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dc.contributor.authorBailie, Colin D.
dc.contributor.authorChristoforo, M. Greyson
dc.contributor.authorMailoa, Jonathan P.
dc.contributor.authorBowring, Andrea R.
dc.contributor.authorUnger, Eva L.
dc.contributor.authorNguyen, William H.
dc.contributor.authorBurschka, Julian
dc.contributor.authorPellet, Norman
dc.contributor.authorLee, Jungwoo Z.
dc.contributor.authorGrätzel, Michael
dc.contributor.authorNoufi, Rommel
dc.contributor.authorBuonassisi, Tonio
dc.contributor.authorSalleo, Alberto
dc.contributor.authorMcGehee, Michael D.
dc.date.accessioned2016-02-28T05:53:49Z
dc.date.available2016-02-28T05:53:49Z
dc.date.issued2015
dc.identifier.citationBailie CD, Christoforo MG, Mailoa JP, Bowring AR, Unger EL, et al. (2015) Semi-transparent perovskite solar cells for tandems with silicon and CIGS. Energy Environ Sci 8: 956–963. Available: http://dx.doi.org/10.1039/c4ee03322a.
dc.identifier.issn1754-5692
dc.identifier.issn1754-5706
dc.identifier.doi10.1039/c4ee03322a
dc.identifier.urihttp://hdl.handle.net/10754/599586
dc.description.abstract© 2015 The Royal Society of Chemistry. A promising approach for upgrading the performance of an established low-bandgap solar technology without adding much cost is to deposit a high bandgap polycrystalline semiconductor on top to make a tandem solar cell. We use a transparent silver nanowire electrode on perovskite solar cells to achieve a semi-transparent device. We place the semi-transparent cell in a mechanically-stacked tandem configuration onto copper indium gallium diselenide (CIGS) and low-quality multicrystalline silicon (Si) to achieve solid-state polycrystalline tandem solar cells with a net improvement in efficiency over the bottom cell alone. This work paves the way for integrating perovskites into a low-cost and high-efficiency (>25%) tandem cell.
dc.description.sponsorshipThis work was primarily supported by the Department of Energy through the Bay Area Photovoltaic Consortium under Award Number DE-EE0004946. This material was also based on work supported by the Center for Advanced Molecular Photovoltaics under Award Number KUS-C1-015-21 by the King Abdullah University of Science and Technology (KAUST), and the Global Climate and Energy Project (GCEP). The nanowire electrode fabrication work was performed in part at the Stanford Nano-fabrication Facility's nSiL lab, which was funded by National Science Foundation award ARI-0963061. The muticrystalline silicon device fabrication was performed in part at the Harvard Center for Nanoscale Systems, which was funded by National Science Foundation award ECS-0335765. Jonathan P. Mailoa and Jungwoo Z. Lee were supported by the National Research Foundation Singapore through the Singapore MIT Alliance for Research and Technology's Low Energy Electronic Systems research program. A.E. Morishige and J. Hofstetter (MIT) are acknowledged for supplying and advice on preparing the silicon wafers. William H. Nguyen was supported by the Department of Defense (DoD) through the National Defense Science & Engineering Graduate Fellowship (NDSEG) Program. We thank Dmitry Poplavskyy and DuPont for their generous donation of mono-crystalline silicon solar cells. We acknowledge helpful feedback from an anonymous reviewer.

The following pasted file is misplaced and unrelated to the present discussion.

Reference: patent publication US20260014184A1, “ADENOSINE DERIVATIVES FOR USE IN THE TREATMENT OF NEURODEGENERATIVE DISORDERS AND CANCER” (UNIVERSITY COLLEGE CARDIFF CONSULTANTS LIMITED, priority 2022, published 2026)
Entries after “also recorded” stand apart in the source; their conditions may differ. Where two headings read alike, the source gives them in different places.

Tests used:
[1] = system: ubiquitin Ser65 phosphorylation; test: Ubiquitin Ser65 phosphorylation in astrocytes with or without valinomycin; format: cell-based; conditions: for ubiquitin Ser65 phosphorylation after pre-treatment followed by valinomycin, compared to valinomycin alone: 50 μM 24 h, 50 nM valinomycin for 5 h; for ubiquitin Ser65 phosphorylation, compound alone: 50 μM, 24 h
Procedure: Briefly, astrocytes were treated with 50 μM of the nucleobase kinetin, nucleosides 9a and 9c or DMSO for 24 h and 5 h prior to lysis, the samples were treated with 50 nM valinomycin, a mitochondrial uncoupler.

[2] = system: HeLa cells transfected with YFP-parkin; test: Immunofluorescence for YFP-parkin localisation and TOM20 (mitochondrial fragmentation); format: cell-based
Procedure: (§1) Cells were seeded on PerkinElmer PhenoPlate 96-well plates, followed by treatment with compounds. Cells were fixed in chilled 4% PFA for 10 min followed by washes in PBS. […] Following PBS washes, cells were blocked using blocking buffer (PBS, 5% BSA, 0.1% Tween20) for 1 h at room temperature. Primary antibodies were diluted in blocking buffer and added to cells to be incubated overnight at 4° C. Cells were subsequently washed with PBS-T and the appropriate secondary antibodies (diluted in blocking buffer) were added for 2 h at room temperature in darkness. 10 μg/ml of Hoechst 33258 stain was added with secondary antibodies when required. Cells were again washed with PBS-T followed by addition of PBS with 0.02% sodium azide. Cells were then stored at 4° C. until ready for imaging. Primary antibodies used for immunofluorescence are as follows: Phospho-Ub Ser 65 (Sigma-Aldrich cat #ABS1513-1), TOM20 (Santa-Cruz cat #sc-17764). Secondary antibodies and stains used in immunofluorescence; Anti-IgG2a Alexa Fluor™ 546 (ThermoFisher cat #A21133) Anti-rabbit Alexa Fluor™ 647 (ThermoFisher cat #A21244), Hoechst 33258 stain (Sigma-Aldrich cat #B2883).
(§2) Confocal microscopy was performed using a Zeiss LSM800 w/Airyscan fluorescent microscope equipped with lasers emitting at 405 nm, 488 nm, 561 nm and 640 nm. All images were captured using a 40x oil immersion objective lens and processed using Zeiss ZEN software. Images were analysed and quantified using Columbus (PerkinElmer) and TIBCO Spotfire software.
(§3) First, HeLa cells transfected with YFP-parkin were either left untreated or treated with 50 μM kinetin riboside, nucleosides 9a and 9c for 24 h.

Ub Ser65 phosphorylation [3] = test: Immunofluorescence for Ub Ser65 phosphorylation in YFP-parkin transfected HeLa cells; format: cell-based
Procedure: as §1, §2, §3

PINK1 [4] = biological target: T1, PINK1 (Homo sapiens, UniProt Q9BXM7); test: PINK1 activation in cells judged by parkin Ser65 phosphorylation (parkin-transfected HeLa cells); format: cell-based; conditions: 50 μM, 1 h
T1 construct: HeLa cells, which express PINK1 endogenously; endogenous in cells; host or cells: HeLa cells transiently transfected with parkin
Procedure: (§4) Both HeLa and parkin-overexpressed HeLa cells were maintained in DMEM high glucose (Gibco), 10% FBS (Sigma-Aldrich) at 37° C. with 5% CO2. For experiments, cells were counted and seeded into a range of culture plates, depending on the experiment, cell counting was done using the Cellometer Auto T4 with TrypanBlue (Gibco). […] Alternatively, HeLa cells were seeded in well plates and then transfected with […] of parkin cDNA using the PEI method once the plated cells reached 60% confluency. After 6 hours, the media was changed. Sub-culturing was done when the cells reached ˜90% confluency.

dc.publisherRoyal Society of Chemistry (RSC)
dc.titleSemi-transparent perovskite solar cells for tandems with silicon and CIGS
dc.typeArticle
dc.identifier.journalEnergy Environ. Sci.
dc.contributor.institutionStanford University, Palo Alto, United States
dc.contributor.institutionMassachusetts Institute of Technology, Cambridge, United States
dc.contributor.institutionInstitut des Sciences et Ingenierie Chimiques, Ecole polytechnique federale de Lausanne, Lausanne, Switzerland
dc.contributor.institutionNational Renewable Energy Laboratory, Golden, United States
dc.contributor.institutionCollège des Ingénieurs, Munich, Germany
kaust.grant.numberKUS-C1-015-21
kaust.grant.fundedcenterCenter for Advanced Molecular Photovoltaics (CAMP)


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